The temporal coverage of the database is 1830 to 1949, namely to include all the individuals born between 1800 and 1930 who were active in China during this period, regardless of their origin, nationality and the duration of their presence in China. The year 1949 represents the current terminus ad quem of MCBD because our primary purpose is to document the history of modern China before the establishment of the People’s Republic of China. Yet the database documents the selected individuals, as much as possible, from their birth to the time of their death, beyond the 1949 divide. Furthermore, the current temporal coverage is not final. This temporal coverage is linked to the timeline of the ENP-China Project but the database can and will extend incrementally to later periods through future research projects or contributions by scholars involved in the study of contemporary China.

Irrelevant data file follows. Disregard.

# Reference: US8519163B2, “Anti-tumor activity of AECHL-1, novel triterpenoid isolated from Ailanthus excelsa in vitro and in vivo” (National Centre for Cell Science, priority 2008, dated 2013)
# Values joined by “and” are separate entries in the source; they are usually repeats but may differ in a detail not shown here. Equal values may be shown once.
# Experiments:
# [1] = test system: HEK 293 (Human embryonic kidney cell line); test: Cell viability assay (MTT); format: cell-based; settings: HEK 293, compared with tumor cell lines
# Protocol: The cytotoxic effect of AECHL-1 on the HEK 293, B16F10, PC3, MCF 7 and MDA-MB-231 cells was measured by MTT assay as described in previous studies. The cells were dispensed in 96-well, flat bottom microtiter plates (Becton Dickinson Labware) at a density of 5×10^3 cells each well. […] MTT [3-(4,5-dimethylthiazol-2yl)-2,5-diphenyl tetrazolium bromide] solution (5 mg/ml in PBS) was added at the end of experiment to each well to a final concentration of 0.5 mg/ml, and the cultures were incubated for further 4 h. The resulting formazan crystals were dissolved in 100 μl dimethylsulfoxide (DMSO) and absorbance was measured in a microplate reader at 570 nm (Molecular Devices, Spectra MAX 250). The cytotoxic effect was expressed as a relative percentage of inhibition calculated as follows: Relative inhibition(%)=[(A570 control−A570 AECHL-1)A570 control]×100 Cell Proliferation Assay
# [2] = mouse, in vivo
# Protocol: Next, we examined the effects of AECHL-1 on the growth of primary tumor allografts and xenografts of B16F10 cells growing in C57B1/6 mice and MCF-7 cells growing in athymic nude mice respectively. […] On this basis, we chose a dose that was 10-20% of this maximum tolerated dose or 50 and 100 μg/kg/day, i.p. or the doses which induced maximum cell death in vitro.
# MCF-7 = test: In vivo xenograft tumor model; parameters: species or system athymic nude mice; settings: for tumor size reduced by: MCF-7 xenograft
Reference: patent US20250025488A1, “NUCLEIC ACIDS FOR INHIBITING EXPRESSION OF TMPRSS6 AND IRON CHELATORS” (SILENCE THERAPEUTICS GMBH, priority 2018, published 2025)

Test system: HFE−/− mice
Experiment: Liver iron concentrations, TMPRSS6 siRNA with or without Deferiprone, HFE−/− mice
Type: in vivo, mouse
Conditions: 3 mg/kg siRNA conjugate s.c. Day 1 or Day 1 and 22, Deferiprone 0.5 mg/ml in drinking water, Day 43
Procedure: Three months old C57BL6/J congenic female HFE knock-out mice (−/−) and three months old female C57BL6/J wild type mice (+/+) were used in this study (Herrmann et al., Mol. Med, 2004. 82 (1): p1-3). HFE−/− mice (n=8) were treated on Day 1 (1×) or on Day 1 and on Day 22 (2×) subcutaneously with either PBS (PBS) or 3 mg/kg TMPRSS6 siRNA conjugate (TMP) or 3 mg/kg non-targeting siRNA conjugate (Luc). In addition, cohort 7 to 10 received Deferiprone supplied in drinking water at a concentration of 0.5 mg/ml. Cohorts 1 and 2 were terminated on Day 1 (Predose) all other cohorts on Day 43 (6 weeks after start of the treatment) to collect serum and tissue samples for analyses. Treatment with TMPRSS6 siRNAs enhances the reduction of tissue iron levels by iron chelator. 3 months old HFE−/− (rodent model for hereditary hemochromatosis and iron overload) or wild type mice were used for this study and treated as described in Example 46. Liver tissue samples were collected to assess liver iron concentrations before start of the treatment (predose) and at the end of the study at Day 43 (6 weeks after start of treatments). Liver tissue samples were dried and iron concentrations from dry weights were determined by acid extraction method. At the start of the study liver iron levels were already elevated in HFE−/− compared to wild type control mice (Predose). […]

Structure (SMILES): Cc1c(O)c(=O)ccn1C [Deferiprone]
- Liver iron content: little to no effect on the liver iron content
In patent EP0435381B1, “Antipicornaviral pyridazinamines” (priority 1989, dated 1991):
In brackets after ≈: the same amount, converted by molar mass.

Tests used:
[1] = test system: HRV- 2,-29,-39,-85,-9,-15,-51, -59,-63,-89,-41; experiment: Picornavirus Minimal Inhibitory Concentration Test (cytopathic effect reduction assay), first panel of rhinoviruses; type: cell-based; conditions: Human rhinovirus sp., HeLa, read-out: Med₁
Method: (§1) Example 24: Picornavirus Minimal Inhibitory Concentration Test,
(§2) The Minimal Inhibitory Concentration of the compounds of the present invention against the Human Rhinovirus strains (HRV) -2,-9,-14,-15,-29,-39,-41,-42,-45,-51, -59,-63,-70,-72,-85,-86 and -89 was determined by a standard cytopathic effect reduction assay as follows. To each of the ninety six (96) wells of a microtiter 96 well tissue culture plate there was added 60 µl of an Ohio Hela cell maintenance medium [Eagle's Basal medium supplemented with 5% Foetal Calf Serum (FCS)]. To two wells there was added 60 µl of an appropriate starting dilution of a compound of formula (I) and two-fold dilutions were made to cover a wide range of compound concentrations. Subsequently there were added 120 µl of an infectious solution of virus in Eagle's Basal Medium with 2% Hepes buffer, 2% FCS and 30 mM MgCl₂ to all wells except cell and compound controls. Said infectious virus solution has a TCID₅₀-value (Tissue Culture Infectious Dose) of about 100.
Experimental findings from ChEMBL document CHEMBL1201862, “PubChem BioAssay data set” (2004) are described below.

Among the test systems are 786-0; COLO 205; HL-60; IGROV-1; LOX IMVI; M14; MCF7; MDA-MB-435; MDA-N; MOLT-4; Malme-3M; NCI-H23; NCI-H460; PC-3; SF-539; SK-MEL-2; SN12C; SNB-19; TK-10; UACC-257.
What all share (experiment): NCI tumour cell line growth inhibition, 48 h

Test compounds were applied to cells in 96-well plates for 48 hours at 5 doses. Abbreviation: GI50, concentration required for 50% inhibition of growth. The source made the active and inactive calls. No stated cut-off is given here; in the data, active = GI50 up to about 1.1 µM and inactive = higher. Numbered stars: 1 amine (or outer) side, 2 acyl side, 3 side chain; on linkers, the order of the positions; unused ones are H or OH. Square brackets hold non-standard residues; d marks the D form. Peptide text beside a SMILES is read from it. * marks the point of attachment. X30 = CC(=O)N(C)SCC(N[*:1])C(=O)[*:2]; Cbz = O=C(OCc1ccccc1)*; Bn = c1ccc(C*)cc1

MCDB is meant to serve as a tool for both qualitative and quantitative analysis. The collection and compilation of rich biographical data creates the conditions for the systematic exploration and processing of data from various perspectives and through different methods. The life of individuals is made up of the successive and finely detailed events that marked their existence, including education, life events, career, social activities, etc. These events are related to other individuals, to other institutions and they are grounded in various locations. The data can be used for prosopography, which precisely relies on individual biographical data to study different groups in society. But the data lends itself to a wide variety of approaches and methods as well.